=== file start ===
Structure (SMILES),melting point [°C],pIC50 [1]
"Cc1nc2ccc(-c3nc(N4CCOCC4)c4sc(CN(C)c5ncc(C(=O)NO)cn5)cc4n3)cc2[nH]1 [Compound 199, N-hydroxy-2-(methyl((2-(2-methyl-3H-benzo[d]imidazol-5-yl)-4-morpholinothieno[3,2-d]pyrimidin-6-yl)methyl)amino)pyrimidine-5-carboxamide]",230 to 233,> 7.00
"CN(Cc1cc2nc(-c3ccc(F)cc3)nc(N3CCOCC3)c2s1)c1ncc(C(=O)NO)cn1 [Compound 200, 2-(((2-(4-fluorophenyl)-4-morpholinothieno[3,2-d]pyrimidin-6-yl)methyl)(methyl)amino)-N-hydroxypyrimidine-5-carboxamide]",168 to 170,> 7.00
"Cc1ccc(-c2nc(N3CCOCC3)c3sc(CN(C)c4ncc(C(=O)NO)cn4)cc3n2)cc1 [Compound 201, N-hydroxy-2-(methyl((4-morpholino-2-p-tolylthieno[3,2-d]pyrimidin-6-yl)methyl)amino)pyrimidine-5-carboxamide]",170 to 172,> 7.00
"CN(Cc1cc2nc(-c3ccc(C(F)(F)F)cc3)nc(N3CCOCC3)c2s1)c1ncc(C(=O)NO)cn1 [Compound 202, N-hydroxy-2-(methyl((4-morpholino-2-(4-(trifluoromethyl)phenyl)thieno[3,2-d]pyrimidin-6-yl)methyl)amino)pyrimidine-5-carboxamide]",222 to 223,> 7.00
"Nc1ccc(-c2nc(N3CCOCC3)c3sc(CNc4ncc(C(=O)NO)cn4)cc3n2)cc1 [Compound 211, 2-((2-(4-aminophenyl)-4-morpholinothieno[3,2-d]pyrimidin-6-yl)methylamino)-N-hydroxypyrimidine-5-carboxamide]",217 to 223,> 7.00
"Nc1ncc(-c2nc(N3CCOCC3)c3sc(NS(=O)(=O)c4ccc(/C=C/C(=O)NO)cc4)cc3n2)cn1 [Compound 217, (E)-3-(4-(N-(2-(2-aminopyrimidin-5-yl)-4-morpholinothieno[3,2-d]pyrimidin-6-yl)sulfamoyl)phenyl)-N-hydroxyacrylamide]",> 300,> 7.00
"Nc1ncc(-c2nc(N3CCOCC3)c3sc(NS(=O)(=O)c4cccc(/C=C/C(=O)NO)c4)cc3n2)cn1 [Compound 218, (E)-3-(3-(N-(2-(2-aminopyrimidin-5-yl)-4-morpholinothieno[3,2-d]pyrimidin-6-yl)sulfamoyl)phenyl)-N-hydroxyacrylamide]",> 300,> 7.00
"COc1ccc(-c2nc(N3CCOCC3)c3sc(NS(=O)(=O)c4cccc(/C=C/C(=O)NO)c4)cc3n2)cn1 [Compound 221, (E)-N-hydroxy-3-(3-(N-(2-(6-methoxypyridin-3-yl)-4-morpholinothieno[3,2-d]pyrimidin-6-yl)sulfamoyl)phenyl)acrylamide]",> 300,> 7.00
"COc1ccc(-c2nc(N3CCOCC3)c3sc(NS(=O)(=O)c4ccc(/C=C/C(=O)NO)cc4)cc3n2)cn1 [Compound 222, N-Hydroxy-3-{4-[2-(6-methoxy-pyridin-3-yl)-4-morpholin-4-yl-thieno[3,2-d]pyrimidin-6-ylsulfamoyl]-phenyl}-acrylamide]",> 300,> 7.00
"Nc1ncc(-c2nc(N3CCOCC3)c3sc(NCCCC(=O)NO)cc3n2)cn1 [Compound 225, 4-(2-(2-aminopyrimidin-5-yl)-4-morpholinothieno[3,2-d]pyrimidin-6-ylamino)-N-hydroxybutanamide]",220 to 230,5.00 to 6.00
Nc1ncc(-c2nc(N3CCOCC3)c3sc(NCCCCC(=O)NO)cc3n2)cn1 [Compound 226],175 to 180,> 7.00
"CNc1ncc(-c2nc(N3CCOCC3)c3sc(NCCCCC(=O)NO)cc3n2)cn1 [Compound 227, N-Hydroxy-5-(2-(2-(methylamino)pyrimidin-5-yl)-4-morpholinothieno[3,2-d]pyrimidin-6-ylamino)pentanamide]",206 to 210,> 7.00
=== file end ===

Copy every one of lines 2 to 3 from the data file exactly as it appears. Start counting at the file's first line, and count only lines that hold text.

"Cc1nc2ccc(-c3nc(N4CCOCC4)c4sc(CN(C)c5ncc(C(=O)NO)cn5)cc4n3)cc2[nH]1 [Compound 199, N-hydroxy-2-(methyl((2-(2-methyl-3H-benzo[d]imidazol-5-yl)-4-morpholinothieno[3,2-d]pyrimidin-6-yl)methyl)amino)pyrimidine-5-carboxamide]",230 to 233,> 7.00
"CN(Cc1cc2nc(-c3ccc(F)cc3)nc(N3CCOCC3)c2s1)c1ncc(C(=O)NO)cn1 [Compound 200, 2-(((2-(4-fluorophenyl)-4-morpholinothieno[3,2-d]pyrimidin-6-yl)methyl)(methyl)amino)-N-hydroxypyrimidine-5-carboxamide]",168 to 170,> 7.00